The (partial list) above sure sounds a lot like "war" to me. Can anyone honestly read the reference above to the events in Nanking and say it was not "war"? There seem to have been a lot of such "local resistance" in China - and elsewhere. If the actions of Japan in China and Indochina between 1937 and Dec 7, 1941 do not constitute war, what exactly does? Also, does eventual "capitulation" to vastly superior military forces mean it was not war? If so, then was the "Gulf War" against Iraq not a "war"? The question here is not even about who is splitting hairs about the definition of war, as I was originally going to suggest. The history books seem to acknowledge this as "war". It even has a name - 'The Second Sino-Jananese War". Perhaps everyone, except Ian of course, is wrong though.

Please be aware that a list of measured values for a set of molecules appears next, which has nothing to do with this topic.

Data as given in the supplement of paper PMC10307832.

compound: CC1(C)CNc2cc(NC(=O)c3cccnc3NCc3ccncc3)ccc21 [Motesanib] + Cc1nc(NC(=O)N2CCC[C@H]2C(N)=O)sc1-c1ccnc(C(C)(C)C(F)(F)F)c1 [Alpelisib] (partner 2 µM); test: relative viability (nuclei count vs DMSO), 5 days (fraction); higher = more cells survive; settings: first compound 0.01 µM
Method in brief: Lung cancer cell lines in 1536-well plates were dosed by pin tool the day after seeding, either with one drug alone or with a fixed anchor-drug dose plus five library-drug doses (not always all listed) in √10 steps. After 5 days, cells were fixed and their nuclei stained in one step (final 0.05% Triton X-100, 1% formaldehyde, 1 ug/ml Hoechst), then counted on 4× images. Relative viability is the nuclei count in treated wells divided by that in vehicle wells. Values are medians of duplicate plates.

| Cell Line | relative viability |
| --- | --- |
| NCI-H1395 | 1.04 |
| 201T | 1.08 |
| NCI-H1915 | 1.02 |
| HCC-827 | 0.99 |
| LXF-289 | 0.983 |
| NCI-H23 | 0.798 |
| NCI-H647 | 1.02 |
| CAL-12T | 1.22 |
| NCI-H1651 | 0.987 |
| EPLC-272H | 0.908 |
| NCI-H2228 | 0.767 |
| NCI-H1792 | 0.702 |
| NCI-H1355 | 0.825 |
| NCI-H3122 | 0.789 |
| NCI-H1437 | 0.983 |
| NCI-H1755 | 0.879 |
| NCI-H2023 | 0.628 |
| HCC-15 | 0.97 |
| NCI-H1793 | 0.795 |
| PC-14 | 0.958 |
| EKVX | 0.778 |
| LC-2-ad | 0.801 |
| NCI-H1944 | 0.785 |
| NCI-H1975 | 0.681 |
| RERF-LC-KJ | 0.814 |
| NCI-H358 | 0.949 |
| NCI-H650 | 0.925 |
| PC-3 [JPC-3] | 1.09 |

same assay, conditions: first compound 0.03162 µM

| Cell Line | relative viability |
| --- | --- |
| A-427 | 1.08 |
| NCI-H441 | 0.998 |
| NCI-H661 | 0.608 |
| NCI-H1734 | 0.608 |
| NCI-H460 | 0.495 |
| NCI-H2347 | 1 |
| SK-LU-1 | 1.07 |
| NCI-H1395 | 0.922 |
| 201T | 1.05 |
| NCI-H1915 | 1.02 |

Ian says:
 > You have redefined MAD. Abraham Lincoln, Once asked, "If you call the tail of a dog a leg, how many legs does it have?"
> "Five", someone answered. "No", said Lincoln, "Four. Calling a leg a tail
doesn't make it so." I didn't mean to convey that either you or I suppported massive retaliation. I did mean to convey that "Nuking Half the Third World" is more inline with that policy as opposed to MAD as the rest of the world understands it

Clever answer! Too bad it is entirely inapplicable. I've heard the Lincoln quote before and use it also, but I fail to see the relevance to this discussion. I have not redefined MAD, as you argue so often and so vehemently. As for your insistance that "mutual assured destruction" and "massive retalitation" are somehow completely separate, perhaps a neutral reference might help clear this up. Try . Therein is a paragraph that says: